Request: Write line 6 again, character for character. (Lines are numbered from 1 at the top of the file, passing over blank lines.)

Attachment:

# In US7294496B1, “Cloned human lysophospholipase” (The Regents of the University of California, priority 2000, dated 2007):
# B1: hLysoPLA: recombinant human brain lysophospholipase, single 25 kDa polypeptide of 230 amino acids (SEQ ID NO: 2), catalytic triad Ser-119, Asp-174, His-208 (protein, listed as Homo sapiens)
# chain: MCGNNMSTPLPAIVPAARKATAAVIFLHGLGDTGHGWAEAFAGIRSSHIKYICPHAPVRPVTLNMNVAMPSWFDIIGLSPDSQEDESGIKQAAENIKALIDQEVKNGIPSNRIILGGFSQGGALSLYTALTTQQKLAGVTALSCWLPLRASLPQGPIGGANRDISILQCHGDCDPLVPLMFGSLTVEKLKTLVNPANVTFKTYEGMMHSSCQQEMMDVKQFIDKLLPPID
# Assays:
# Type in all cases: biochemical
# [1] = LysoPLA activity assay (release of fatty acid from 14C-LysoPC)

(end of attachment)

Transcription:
# [1] = LysoPLA activity assay (release of fatty acid from 14C-LysoPC)